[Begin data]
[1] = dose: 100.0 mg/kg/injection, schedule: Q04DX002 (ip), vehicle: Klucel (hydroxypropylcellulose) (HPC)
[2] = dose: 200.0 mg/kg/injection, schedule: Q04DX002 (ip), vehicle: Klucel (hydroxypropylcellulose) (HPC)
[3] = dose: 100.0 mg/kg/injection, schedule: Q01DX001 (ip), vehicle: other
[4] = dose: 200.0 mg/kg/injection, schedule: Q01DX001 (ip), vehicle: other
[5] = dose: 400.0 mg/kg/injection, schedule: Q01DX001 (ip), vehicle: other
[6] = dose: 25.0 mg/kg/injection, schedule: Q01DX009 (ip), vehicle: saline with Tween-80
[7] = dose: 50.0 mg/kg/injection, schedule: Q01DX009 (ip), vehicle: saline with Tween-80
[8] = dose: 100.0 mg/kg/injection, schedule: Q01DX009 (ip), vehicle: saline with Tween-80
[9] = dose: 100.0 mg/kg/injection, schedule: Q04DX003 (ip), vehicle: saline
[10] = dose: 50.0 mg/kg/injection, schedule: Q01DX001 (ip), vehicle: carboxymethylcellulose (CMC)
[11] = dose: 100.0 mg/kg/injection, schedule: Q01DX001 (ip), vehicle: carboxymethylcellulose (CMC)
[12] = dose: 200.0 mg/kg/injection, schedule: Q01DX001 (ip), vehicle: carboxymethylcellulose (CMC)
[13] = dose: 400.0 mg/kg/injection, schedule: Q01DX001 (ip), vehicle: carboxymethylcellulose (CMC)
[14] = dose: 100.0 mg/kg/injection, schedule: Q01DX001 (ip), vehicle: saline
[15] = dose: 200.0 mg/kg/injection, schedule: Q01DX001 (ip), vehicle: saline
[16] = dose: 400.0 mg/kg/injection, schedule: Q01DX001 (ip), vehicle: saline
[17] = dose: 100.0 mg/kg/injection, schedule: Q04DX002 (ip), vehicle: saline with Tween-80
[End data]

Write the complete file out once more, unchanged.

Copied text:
[1] = dose: 100.0 mg/kg/injection, schedule: Q04DX002 (ip), vehicle: Klucel (hydroxypropylcellulose) (HPC)
[2] = dose: 200.0 mg/kg/injection, schedule: Q04DX002 (ip), vehicle: Klucel (hydroxypropylcellulose) (HPC)
[3] = dose: 100.0 mg/kg/injection, schedule: Q01DX001 (ip), vehicle: other
[4] = dose: 200.0 mg/kg/injection, schedule: Q01DX001 (ip), vehicle: other
[5] = dose: 400.0 mg/kg/injection, schedule: Q01DX001 (ip), vehicle: other
[6] = dose: 25.0 mg/kg/injection, schedule: Q01DX009 (ip), vehicle: saline with Tween-80
[7] = dose: 50.0 mg/kg/injection, schedule: Q01DX009 (ip), vehicle: saline with Tween-80
[8] = dose: 100.0 mg/kg/injection, schedule: Q01DX009 (ip), vehicle: saline with Tween-80
[9] = dose: 100.0 mg/kg/injection, schedule: Q04DX003 (ip), vehicle: saline
[10] = dose: 50.0 mg/kg/injection, schedule: Q01DX001 (ip), vehicle: carboxymethylcellulose (CMC)
[11] = dose: 100.0 mg/kg/injection, schedule: Q01DX001 (ip), vehicle: carboxymethylcellulose (CMC)
[12] = dose: 200.0 mg/kg/injection, schedule: Q01DX001 (ip), vehicle: carboxymethylcellulose (CMC)
[13] = dose: 400.0 mg/kg/injection, schedule: Q01DX001 (ip), vehicle: carboxymethylcellulose (CMC)
[14] = dose: 100.0 mg/kg/injection, schedule: Q01DX001 (ip), vehicle: saline
[15] = dose: 200.0 mg/kg/injection, schedule: Q01DX001 (ip), vehicle: saline
[16] = dose: 400.0 mg/kg/injection, schedule: Q01DX001 (ip), vehicle: saline
[17] = dose: 100.0 mg/kg/injection, schedule: Q04DX002 (ip), vehicle: saline with Tween-80